Marie Moreno has gotten used to being contacted by educators across the country, who have read her online work.
“They google ‘newcomer,’ they google ‘immigrants,’ and see a lot of the work that I’ve been doing since 2005, with Las Americas, really supporting that type of student,” says Moreno, the longtime principal of Las Americas Newcomer School in Houston, who left that role at the end of May to pursue that work as a consultant.
Moreno taught students who were recently immigrant or refugees from over 40 countries to fourth through eighth grades at the school. They helped them learn English as well as transition into American life during a one-year intensive program.
A RAND Corporation report published in 2021 shows that there is a rise in undocumented asylum-seeking kids from Central America, Mexico, and Central America. Texas and Louisiana are home to 75% of the recent arrivals. “Many schools and school districts across the country are finding that they need to do something different” to accommodate these kids, says Moreno, 49. “They need to look at ways to reach students who are coming with these very large gaps in education.”
Las Americas had 243 students at the close of 2017-18. The school currently has 368 students, who speak more than 30 languages. This includes nearly 90 Afghan children. “I suspect we’ll have some Ukrainians coming in really soon,” Moreno says. “It’s just a matter of time.”
Marie Moreno instructs Houston’s refugee and recent immigrants.
As they adapt to Houston’s culture, these students will be taught in small groups, based on English proficiency. They will also learn core math and science classes. Moreno calls social-emotional learning “the fabric of our school,” employing nine social workers to help students and families and offering resources, like a health clinic and clothing closet to meet their needs beyond the classroom. She hired an Afghan tutor to help with the increasing number of students who are from Afghanistan.
She has also worked closely with students and parents, often meeting with them to discuss how the U.S. school system operates, what students can do for class credit, as well as how parents can be best advocates for their kids. “Newcomer centers need to educate not only our kids, but the families that are supporting them,” she says.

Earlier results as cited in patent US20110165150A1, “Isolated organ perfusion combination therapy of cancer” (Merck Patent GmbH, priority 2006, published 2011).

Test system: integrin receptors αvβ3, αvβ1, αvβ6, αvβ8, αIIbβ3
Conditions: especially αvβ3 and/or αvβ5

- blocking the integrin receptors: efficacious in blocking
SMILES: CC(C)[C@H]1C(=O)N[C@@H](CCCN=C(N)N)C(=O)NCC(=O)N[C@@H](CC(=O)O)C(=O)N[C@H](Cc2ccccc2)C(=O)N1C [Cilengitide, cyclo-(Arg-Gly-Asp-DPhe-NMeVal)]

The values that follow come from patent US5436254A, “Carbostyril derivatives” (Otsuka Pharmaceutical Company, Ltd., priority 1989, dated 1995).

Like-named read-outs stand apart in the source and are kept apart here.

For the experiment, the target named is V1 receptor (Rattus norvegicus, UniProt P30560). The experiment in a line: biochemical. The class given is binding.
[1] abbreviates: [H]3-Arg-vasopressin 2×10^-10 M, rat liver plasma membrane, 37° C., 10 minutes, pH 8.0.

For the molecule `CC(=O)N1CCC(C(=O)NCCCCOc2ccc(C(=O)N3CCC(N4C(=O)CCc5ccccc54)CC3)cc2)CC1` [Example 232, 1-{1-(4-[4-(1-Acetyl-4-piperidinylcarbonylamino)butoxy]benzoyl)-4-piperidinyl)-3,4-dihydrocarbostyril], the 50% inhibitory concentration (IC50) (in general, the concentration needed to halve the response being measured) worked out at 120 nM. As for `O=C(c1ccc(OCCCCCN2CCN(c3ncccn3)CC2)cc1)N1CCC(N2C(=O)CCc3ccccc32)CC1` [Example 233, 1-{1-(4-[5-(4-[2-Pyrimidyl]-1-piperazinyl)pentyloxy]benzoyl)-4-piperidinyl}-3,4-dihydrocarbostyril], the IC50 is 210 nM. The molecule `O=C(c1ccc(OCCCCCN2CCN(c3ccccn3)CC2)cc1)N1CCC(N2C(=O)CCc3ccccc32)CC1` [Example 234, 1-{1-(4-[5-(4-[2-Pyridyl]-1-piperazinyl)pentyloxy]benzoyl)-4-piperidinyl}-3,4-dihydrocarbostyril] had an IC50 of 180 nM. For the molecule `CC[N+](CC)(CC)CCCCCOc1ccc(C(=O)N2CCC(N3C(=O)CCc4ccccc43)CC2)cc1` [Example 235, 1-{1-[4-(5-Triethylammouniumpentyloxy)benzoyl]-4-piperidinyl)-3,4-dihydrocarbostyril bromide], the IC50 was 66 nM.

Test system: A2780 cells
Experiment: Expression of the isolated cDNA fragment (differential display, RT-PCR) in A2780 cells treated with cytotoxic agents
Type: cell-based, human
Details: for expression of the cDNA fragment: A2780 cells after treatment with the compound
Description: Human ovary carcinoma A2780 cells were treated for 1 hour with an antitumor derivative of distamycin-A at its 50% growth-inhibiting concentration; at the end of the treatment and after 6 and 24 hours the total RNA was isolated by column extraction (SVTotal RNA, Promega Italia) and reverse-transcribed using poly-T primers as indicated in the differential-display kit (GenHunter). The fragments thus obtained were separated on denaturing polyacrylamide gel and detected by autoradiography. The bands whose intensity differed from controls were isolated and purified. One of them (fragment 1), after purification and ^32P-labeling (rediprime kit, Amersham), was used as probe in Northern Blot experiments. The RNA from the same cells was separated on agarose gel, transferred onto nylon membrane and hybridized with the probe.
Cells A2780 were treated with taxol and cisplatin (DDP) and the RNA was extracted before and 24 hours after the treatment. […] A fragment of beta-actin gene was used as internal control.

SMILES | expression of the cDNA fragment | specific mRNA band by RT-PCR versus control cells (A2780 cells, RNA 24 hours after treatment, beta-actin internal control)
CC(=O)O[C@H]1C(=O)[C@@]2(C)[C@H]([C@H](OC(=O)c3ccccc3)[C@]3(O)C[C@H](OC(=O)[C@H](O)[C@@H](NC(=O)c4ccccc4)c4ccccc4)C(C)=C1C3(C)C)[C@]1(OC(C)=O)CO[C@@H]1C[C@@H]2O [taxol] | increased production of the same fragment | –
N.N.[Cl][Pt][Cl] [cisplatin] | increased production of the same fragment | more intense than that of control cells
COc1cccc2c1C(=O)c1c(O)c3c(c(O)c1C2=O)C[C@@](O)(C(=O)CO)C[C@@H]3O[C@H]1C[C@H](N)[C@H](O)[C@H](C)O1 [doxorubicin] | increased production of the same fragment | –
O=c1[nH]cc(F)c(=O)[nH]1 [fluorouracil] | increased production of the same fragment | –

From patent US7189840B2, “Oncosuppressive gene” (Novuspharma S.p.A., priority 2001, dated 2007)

“My mission is to make sure that we put those families on a successful path, so they can be our next doctors, our next engineers, and provide them the opportunity that they want to strive to be,” says Moreno, who worked as a computer programmer before becoming a computer science teacher and then a principal. “If you don’t give them the support, the medicine, the resources that they need, they’re going to start falling off and then they’re your dropouts.”
Moreno has been contacted by leaders in 15 schools districts across New Jersey, South Carolina and Alabama to provide guidance. Emma Merrill was a New Orleans teacher. Following her work with English learners who failed to clear the state exams for graduation, Merrill set out to create Las Sierras Academy.
Moreno shared her resources and gave advice to help start a program for newcomers. Merrill, who launched Las Sierras Academy, housed within a public charter school, in the fall of 2021, recently visited Moreno’s school in person, observing classes and meeting teachers and students in an effort to learn how the school teaches academic content while boosting language proficiency, and how Las Americas helps students transition into mainstream schools after a year.
She now plans to incorporate some of Moreno’s techniques into her own school, including a tool to track students’ literacy growth and a teaching format that prioritizes one-on-one instruction and small-group work over lecture-style classes.
“I came back super inspired,” Merrill says, adding that it was an emotional experience seeing the impact of an established newcomer program. “I started getting really teary eyed and almost crying, because you see a model that works, that you’ve been dreaming for, and that you’ve been wanting your kids to have for years.”
Merrill had originally expected that 20 to 30 students would enroll during the pilot school year. However, 50 students were enrolled in 9th-12th grade. “We have kids every day who are enrolling,” Merrill says, right up until the end of the school year.
Its success is increasing as the program expands. Azka Ahmed began sixth grade at Las Americas ten years ago after moving from Pakistan to the U.S. “When I came to the U.S., everything felt very different, and one of the biggest barriers was language,” says Ahmed, whose first language is Urdu and who spoke very little English at the time. “Las Americas was really one of the best things that happened to me.”
Ahmed now teaches sixth-grade science at Houston’s Jane Long Academy, a school that neighbors Las Americas and where Moreno was, until recently, the principal. Ahmed was inspired by her teachers, who made it a point to get to know her and helped her understand the process.
Moreno is convinced that the Las Americas model works because she has heard from students such as Ahmed. As she departs Las Americas she plans to put her many years of experience into helping other districts to launch similar programs across the nation.
“I am getting more and more calls from people who don’t know what to do,” she says. “The need is greater now.”
Here are more must-read stories from TIME